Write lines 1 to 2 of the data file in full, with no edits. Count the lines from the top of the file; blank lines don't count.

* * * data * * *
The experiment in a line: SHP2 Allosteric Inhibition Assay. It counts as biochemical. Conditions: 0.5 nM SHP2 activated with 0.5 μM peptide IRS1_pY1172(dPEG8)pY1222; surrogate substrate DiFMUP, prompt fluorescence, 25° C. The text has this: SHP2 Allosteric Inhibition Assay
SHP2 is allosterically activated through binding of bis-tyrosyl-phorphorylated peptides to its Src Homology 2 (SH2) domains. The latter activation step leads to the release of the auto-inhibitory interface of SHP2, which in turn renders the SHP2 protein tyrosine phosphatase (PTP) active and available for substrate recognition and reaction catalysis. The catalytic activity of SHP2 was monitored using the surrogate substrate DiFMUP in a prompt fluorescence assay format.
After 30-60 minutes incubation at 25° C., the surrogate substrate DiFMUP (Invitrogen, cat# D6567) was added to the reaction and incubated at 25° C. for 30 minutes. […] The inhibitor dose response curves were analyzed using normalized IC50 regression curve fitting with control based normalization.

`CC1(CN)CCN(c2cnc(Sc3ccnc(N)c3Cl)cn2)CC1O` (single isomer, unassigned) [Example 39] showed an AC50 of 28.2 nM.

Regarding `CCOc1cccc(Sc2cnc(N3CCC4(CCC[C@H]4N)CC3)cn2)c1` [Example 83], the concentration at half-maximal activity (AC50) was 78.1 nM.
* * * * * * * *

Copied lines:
The experiment in a line: SHP2 Allosteric Inhibition Assay. It counts as biochemical. Conditions: 0.5 nM SHP2 activated with 0.5 μM peptide IRS1_pY1172(dPEG8)pY1222; surrogate substrate DiFMUP, prompt fluorescence, 25° C. The text has this: SHP2 Allosteric Inhibition Assay
SHP2 is allosterically activated through binding of bis-tyrosyl-phorphorylated peptides to its Src Homology 2 (SH2) domains. The latter activation step leads to the release of the auto-inhibitory interface of SHP2, which in turn renders the SHP2 protein tyrosine phosphatase (PTP) active and available for substrate recognition and reaction catalysis. The catalytic activity of SHP2 was monitored using the surrogate substrate DiFMUP in a prompt fluorescence assay format.